Adventures in Red Carpet: Grindhouse at the Paramount (Part 1)

I've waited so long to write about the Grindhouse red carpet here (not to mention that I wrote the above phrase a whole month ago -- I'm such a procrastinator) that the film has its allure ... however, what goes around comes around. With the upcoming premiere at Cannes of Quentin Tarantino's segment Death Proof as a stand-alone film, perhaps people will be interested in seeing the film's celebrities all glitzed-out at the Paramount back in late March. As a tribute to the original double-feature cut of Grindhouse, I've split this entry into two parts. (Or maybe because the entry was too long.)

First, you should read my Cinematical article about the Austin red carpet to see the best photos I took, including a fabulous one of Tarantino. He finally stood still long enough for me to take a photo that didn't look like a blur! I was thrilled. However, I took so many photos that I have plenty to share here too.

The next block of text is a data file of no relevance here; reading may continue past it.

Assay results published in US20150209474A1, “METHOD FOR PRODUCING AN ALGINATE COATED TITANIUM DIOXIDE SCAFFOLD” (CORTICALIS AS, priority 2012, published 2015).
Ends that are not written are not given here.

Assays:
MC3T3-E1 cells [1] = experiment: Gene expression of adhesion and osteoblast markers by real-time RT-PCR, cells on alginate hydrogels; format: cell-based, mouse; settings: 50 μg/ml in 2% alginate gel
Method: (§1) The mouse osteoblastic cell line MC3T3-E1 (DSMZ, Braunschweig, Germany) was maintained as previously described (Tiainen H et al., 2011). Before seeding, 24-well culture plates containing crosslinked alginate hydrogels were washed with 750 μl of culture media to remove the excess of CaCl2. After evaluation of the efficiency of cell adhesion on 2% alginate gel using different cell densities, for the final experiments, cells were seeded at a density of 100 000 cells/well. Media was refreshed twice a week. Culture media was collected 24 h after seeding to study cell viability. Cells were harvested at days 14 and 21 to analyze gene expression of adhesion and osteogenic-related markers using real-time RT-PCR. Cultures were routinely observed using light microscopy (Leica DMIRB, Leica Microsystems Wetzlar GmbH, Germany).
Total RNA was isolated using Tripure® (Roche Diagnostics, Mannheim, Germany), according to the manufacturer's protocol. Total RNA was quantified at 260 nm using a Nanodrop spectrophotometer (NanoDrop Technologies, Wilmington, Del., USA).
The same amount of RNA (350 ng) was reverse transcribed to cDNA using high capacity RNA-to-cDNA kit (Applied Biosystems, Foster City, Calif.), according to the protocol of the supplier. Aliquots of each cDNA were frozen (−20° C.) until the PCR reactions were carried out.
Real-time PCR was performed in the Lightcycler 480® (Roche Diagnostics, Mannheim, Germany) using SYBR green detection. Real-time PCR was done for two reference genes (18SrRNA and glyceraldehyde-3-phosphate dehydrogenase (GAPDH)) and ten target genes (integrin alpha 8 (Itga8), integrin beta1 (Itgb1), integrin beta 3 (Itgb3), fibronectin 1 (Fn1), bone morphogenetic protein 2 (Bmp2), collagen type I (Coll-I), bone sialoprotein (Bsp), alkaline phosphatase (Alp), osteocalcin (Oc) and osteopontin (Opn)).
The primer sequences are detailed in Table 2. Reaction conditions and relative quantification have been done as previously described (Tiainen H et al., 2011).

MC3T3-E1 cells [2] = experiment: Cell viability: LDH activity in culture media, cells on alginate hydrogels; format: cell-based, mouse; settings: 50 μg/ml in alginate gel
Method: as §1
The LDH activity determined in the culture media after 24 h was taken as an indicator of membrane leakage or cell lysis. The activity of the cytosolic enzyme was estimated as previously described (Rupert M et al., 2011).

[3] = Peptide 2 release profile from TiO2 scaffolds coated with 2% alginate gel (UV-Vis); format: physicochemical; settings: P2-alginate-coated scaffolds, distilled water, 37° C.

Adventures in Red Carpet: Grindhouse at the Paramount (Part 2)

In Part 1 of the Grindhouse Adventures in Red Carpet (which you should read before this entry), I had just managed to take non-blurry photos of Quentin Tarantino and was very pleased. One thing I didn't mention in Part 1 was the zombie invasion. For some reason, the crowd of fans at the Paramount included zombies ... or people dressed as zombies, I couldn't be sure, except they seemed not to be eating brains. Some were just watching the fun, but some obviously wanted to join the media: